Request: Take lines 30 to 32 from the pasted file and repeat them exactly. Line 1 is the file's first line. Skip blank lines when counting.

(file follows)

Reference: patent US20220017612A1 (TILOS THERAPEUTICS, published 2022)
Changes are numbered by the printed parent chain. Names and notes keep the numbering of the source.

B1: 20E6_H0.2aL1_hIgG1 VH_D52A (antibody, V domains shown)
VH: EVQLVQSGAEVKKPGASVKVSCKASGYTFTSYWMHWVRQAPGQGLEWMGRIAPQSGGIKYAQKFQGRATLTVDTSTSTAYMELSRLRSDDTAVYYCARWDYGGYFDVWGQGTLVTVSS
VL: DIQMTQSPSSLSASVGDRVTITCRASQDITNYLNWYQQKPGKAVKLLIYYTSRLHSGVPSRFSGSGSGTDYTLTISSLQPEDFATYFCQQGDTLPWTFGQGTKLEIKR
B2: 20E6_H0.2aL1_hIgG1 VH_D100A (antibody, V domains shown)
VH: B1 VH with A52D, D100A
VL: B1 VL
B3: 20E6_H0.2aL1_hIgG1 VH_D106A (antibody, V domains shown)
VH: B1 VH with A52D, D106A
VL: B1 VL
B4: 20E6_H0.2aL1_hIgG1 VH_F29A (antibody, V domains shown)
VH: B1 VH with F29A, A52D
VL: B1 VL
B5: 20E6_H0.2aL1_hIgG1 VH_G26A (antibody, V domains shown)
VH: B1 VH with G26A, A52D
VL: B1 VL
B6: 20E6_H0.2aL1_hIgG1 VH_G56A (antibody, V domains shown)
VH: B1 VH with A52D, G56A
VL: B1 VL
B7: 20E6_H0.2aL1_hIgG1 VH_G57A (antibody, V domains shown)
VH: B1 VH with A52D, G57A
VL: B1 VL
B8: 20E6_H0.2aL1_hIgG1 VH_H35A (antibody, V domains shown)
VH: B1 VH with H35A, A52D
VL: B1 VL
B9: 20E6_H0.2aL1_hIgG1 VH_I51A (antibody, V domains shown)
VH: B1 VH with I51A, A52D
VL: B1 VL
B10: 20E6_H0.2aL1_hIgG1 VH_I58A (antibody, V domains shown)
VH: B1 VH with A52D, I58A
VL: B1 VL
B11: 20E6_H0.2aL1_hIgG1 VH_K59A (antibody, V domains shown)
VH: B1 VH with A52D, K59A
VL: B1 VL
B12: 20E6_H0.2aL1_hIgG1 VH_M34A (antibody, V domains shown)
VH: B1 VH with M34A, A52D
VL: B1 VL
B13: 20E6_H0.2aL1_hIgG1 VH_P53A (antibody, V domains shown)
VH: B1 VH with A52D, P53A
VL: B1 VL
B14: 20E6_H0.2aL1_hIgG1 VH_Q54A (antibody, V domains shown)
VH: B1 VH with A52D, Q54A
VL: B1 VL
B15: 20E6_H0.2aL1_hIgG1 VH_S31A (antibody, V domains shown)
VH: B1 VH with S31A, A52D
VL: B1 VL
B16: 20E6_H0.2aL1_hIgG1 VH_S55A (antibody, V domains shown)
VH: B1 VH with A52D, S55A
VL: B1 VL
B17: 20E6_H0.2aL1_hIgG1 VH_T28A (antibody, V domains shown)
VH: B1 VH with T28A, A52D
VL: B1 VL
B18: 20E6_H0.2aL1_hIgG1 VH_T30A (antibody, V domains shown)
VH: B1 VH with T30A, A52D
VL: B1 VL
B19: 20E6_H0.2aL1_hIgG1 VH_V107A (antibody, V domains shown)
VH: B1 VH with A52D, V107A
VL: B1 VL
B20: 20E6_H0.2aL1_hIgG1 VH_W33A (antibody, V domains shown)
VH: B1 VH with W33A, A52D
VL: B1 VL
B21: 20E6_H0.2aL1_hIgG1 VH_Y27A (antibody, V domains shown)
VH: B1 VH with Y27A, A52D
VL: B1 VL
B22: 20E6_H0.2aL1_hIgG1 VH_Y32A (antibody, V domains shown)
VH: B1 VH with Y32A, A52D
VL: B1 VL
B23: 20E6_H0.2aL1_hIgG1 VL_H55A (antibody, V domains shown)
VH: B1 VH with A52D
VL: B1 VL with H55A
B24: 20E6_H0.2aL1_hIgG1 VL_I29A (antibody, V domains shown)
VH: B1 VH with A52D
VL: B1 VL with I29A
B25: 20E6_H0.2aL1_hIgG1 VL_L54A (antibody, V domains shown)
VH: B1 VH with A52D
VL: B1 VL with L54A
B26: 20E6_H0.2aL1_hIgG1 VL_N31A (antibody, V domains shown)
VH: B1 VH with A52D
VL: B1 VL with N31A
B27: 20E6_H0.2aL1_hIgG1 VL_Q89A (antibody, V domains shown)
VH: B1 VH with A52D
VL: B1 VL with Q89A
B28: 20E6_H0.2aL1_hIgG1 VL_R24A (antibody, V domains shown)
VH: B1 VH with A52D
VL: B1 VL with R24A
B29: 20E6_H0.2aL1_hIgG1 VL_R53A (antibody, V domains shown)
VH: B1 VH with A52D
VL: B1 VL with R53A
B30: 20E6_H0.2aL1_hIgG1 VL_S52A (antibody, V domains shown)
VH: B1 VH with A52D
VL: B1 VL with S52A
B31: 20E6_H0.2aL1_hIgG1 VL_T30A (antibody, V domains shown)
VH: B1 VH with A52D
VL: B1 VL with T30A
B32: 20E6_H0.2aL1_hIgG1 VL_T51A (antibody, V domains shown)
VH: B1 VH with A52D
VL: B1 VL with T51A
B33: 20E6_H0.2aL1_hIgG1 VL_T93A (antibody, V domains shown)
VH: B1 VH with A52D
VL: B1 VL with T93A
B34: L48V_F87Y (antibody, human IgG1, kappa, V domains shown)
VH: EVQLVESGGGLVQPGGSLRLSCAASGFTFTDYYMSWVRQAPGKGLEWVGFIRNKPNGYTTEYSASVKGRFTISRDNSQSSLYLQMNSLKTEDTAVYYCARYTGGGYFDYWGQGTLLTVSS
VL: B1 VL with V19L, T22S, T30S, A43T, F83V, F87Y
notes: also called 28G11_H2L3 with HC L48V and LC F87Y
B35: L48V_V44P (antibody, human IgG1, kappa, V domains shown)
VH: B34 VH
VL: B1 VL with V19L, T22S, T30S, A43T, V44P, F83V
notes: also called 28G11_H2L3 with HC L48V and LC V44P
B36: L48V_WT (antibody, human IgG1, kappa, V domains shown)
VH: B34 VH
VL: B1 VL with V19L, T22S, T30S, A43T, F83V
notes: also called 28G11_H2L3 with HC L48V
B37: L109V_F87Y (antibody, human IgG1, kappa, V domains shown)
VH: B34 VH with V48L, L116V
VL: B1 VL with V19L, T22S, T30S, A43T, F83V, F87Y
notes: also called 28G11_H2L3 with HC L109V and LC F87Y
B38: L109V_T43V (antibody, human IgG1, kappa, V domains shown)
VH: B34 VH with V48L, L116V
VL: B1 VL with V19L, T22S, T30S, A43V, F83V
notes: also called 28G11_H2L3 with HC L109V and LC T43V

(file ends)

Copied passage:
B10: 20E6_H0.2aL1_hIgG1 VH_I58A (antibody, V domains shown)
VH: B1 VH with A52D, I58A
VL: B1 VL